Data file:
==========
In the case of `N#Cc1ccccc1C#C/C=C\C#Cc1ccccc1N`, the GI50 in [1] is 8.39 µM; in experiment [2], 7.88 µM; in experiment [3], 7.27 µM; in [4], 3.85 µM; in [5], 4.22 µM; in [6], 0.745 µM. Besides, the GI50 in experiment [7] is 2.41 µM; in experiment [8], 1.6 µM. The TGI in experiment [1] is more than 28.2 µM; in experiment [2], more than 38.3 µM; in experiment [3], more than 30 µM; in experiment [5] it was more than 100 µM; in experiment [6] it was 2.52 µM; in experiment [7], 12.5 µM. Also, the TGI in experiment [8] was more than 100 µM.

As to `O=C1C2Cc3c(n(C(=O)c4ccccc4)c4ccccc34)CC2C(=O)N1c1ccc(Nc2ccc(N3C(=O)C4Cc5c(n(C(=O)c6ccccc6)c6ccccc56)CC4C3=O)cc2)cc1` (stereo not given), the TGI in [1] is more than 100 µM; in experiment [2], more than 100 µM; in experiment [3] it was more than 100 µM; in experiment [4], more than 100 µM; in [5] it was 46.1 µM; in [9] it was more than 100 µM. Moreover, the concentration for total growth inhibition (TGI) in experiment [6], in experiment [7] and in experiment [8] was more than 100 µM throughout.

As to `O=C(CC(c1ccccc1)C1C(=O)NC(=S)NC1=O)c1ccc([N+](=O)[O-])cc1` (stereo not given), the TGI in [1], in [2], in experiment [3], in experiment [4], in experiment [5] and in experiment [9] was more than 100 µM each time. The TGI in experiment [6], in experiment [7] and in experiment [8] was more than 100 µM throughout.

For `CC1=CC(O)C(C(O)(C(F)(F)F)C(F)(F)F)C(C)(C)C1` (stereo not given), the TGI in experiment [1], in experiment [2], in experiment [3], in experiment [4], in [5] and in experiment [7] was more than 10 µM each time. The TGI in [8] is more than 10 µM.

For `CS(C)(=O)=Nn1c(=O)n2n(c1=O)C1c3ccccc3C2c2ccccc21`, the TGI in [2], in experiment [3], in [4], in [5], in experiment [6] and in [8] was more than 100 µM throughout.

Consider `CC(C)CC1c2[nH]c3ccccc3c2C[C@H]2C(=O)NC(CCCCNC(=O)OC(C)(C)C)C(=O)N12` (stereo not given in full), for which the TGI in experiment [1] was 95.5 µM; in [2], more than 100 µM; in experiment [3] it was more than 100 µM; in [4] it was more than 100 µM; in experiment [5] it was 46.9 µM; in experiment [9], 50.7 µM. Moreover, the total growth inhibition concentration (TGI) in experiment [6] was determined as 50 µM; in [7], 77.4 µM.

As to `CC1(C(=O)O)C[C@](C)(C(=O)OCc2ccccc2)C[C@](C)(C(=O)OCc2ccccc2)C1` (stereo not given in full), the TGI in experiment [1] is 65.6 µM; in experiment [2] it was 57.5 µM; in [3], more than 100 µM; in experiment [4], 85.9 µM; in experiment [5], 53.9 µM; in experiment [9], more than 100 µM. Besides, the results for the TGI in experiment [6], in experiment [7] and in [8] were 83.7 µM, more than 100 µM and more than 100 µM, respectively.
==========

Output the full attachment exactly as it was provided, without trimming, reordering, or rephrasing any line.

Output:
In the case of `N#Cc1ccccc1C#C/C=C\C#Cc1ccccc1N`, the GI50 in [1] is 8.39 µM; in experiment [2], 7.88 µM; in experiment [3], 7.27 µM; in [4], 3.85 µM; in [5], 4.22 µM; in [6], 0.745 µM. Besides, the GI50 in experiment [7] is 2.41 µM; in experiment [8], 1.6 µM. The TGI in experiment [1] is more than 28.2 µM; in experiment [2], more than 38.3 µM; in experiment [3], more than 30 µM; in experiment [5] it was more than 100 µM; in experiment [6] it was 2.52 µM; in experiment [7], 12.5 µM. Also, the TGI in experiment [8] was more than 100 µM.

As to `O=C1C2Cc3c(n(C(=O)c4ccccc4)c4ccccc34)CC2C(=O)N1c1ccc(Nc2ccc(N3C(=O)C4Cc5c(n(C(=O)c6ccccc6)c6ccccc56)CC4C3=O)cc2)cc1` (stereo not given), the TGI in [1] is more than 100 µM; in experiment [2], more than 100 µM; in experiment [3] it was more than 100 µM; in experiment [4], more than 100 µM; in [5] it was 46.1 µM; in [9] it was more than 100 µM. Moreover, the concentration for total growth inhibition (TGI) in experiment [6], in experiment [7] and in experiment [8] was more than 100 µM throughout.

As to `O=C(CC(c1ccccc1)C1C(=O)NC(=S)NC1=O)c1ccc([N+](=O)[O-])cc1` (stereo not given), the TGI in [1], in [2], in experiment [3], in experiment [4], in experiment [5] and in experiment [9] was more than 100 µM each time. The TGI in experiment [6], in experiment [7] and in experiment [8] was more than 100 µM throughout.

For `CC1=CC(O)C(C(O)(C(F)(F)F)C(F)(F)F)C(C)(C)C1` (stereo not given), the TGI in experiment [1], in experiment [2], in experiment [3], in experiment [4], in [5] and in experiment [7] was more than 10 µM each time. The TGI in [8] is more than 10 µM.

For `CS(C)(=O)=Nn1c(=O)n2n(c1=O)C1c3ccccc3C2c2ccccc21`, the TGI in [2], in experiment [3], in [4], in [5], in experiment [6] and in [8] was more than 100 µM throughout.

Consider `CC(C)CC1c2[nH]c3ccccc3c2C[C@H]2C(=O)NC(CCCCNC(=O)OC(C)(C)C)C(=O)N12` (stereo not given in full), for which the TGI in experiment [1] was 95.5 µM; in [2], more than 100 µM; in experiment [3] it was more than 100 µM; in [4] it was more than 100 µM; in experiment [5] it was 46.9 µM; in experiment [9], 50.7 µM. Moreover, the total growth inhibition concentration (TGI) in experiment [6] was determined as 50 µM; in [7], 77.4 µM.

As to `CC1(C(=O)O)C[C@](C)(C(=O)OCc2ccccc2)C[C@](C)(C(=O)OCc2ccccc2)C1` (stereo not given in full), the TGI in experiment [1] is 65.6 µM; in experiment [2] it was 57.5 µM; in [3], more than 100 µM; in experiment [4], 85.9 µM; in experiment [5], 53.9 µM; in experiment [9], more than 100 µM. Besides, the results for the TGI in experiment [6], in experiment [7] and in [8] were 83.7 µM, more than 100 µM and more than 100 µM, respectively.